The Bigger the Ego, the More Vulnerable We Are - Part 5
You have lived several times in a hermitage. How was it?
Great, beautiful! My longest retreat, initially planned for a year, lasted nine months; it was cut short in order to spend some time with my father who was at the end of his life. I received mail every two weeks and, because of minimal infrastructure at the hermitage, was fed by villagers who brought me rice or bananas.
Daily life in the hermitage is highly structured, and the practice requires strong discipline. We got up at 4:30 and prayed, recited texts handed by the master, practiced visualizations, until dawn. Between 7am and 7.30am, we sat on the balcony to drink tea and watch the sunrise or the clouds. Then we kept on doing exercises all day long. After sunset, we went to sleep. The quality of sleep improved gradually, and, although with less sleep, we felt totally refreshed in the morning.
Is it not an elitist lifestyle when you can relax instead of worrying about your job and your family?
I often hear that and always answer: "Come, then!” But most people would not spend a week without heating and light. Such isolation aims to get rid of egocentrism. We leave more quiet and compassionate and put ourselves at the service of others.
Is this the reason why today you travel the world, write books, speak at conferences and give interviews?
Yes, humanitarian projects brought me down the mountains, not books or conferences. I could stop all that immediately. One day, the clinic near the Shechen monastery was left with funds for only two months, and I wanted to help. At the same time, because of a growing interest in Buddhism - both from people in the West and the scientific community - more and more demands were coming to us. So, I have many tasks, beside working as an interpreter for the Dalai Lama and accompanying him on his travels, and the clinic now treats 40,000 patients from Tibet, Nepal and India. But I need to cut down my involvement.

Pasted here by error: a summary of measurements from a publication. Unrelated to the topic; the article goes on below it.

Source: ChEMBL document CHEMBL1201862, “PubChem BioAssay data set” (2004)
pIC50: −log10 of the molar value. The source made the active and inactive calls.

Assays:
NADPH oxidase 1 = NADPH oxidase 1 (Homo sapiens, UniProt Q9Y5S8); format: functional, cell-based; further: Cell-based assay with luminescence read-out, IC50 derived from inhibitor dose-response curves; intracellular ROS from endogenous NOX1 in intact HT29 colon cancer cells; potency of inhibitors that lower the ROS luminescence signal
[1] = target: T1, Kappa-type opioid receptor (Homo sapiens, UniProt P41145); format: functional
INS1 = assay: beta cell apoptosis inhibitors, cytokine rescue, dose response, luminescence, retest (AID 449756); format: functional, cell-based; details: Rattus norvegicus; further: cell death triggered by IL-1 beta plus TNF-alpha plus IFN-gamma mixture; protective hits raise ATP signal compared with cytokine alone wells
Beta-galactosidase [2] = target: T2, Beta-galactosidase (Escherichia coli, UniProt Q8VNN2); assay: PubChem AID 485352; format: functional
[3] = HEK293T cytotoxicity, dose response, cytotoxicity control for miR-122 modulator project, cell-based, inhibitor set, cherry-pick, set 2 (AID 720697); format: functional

In 1997, you published The Monk and the Philosopher. It was a huge success, there are translations in more than twenty languages. Were you surprised?
Very surprised! That's when my problems started, after 25 years of tranquility. I would have preferred not to have done it because it put me in the very situation I was trying to escape. Last year, Karuna-Shechen, the organization I co-founded, received more than 300 requests. Feeling responsible, I find it hard to say no. I went nine times to the World Economic Forum in Davos, held countless conferences at the UN, and so on. It had a snowball effect. But the positive aspect is that we have been able to diversify the activity of the organization: besides health care, we are now developing projects in the fields of education, water and electricity supply, and earthquake preparedness, benefiting 400,000 poor people from underserved mountain regions in India, Nepal and Tibet each year.
Where do you feel at home?
In Nepal primarily, I suppose, where I find refuge at the hermitage. In India, I can relax and live as a monk, because no one recognizes me from TV. And in Tibet, it's sometimes difficult to stay a long time because of administrative reasons.
Is a Buddhist monk afraid of death?
I cannot say that I am not afraid. A friend of mine had cancer, and though he was not scared, he was sad because there were so many things he wanted to do. But I try not to look away. I am consciously aware that death is certain, the moment unforeseeable and every moment infinitely precious. At the beginning of our life, death frightens us like a trapped animal; in the middle of it, we try to do everything right to not miss anything, and in the end, we are calm and clear. So, death is like a friend.
Extracted from an interview by Anja Jardine for Neue Zürcher Zeitung